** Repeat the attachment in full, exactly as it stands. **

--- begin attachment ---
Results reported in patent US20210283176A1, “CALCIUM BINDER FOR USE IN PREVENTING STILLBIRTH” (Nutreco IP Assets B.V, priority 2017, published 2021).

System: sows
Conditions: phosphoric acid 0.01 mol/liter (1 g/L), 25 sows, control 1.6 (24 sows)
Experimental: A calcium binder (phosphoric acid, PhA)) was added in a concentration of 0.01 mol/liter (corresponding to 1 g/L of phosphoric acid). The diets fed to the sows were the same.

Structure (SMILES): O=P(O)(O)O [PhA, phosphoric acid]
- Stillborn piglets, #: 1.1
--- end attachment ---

Results reported in patent US20210283176A1, “CALCIUM BINDER FOR USE IN PREVENTING STILLBIRTH” (Nutreco IP Assets B.V, priority 2017, published 2021).

System: sows
Conditions: phosphoric acid 0.01 mol/liter (1 g/L), 25 sows, control 1.6 (24 sows)
Experimental: A calcium binder (phosphoric acid, PhA)) was added in a concentration of 0.01 mol/liter (corresponding to 1 g/L of phosphoric acid). The diets fed to the sows were the same.

Structure (SMILES): O=P(O)(O)O [PhA, phosphoric acid]
- Stillborn piglets, #: 1.1